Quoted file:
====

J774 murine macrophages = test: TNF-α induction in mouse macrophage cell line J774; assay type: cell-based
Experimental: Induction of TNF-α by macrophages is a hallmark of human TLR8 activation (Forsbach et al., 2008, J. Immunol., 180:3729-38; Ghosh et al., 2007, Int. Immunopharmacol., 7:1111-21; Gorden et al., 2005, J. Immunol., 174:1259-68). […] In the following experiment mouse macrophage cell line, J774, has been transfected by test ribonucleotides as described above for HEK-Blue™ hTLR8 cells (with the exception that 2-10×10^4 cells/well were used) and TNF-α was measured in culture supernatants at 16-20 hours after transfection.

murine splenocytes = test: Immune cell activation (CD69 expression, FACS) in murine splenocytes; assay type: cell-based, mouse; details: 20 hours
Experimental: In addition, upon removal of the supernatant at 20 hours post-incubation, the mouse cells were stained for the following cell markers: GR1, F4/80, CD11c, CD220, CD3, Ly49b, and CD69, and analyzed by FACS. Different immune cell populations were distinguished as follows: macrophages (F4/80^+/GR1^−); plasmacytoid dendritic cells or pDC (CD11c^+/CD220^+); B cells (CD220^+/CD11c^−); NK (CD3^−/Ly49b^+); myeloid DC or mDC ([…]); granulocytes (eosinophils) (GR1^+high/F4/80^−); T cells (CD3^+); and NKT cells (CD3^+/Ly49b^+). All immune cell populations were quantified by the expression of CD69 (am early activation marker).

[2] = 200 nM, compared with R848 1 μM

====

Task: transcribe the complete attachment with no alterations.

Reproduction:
J774 murine macrophages = test: TNF-α induction in mouse macrophage cell line J774; assay type: cell-based
Experimental: Induction of TNF-α by macrophages is a hallmark of human TLR8 activation (Forsbach et al., 2008, J. Immunol., 180:3729-38; Ghosh et al., 2007, Int. Immunopharmacol., 7:1111-21; Gorden et al., 2005, J. Immunol., 174:1259-68). […] In the following experiment mouse macrophage cell line, J774, has been transfected by test ribonucleotides as described above for HEK-Blue™ hTLR8 cells (with the exception that 2-10×10^4 cells/well were used) and TNF-α was measured in culture supernatants at 16-20 hours after transfection.

murine splenocytes = test: Immune cell activation (CD69 expression, FACS) in murine splenocytes; assay type: cell-based, mouse; details: 20 hours
Experimental: In addition, upon removal of the supernatant at 20 hours post-incubation, the mouse cells were stained for the following cell markers: GR1, F4/80, CD11c, CD220, CD3, Ly49b, and CD69, and analyzed by FACS. Different immune cell populations were distinguished as follows: macrophages (F4/80^+/GR1^−); plasmacytoid dendritic cells or pDC (CD11c^+/CD220^+); B cells (CD220^+/CD11c^−); NK (CD3^−/Ly49b^+); myeloid DC or mDC ([…]); granulocytes (eosinophils) (GR1^+high/F4/80^−); T cells (CD3^+); and NKT cells (CD3^+/Ly49b^+). All immune cell populations were quantified by the expression of CD69 (am early activation marker).

[2] = 200 nM, compared with R848 1 μM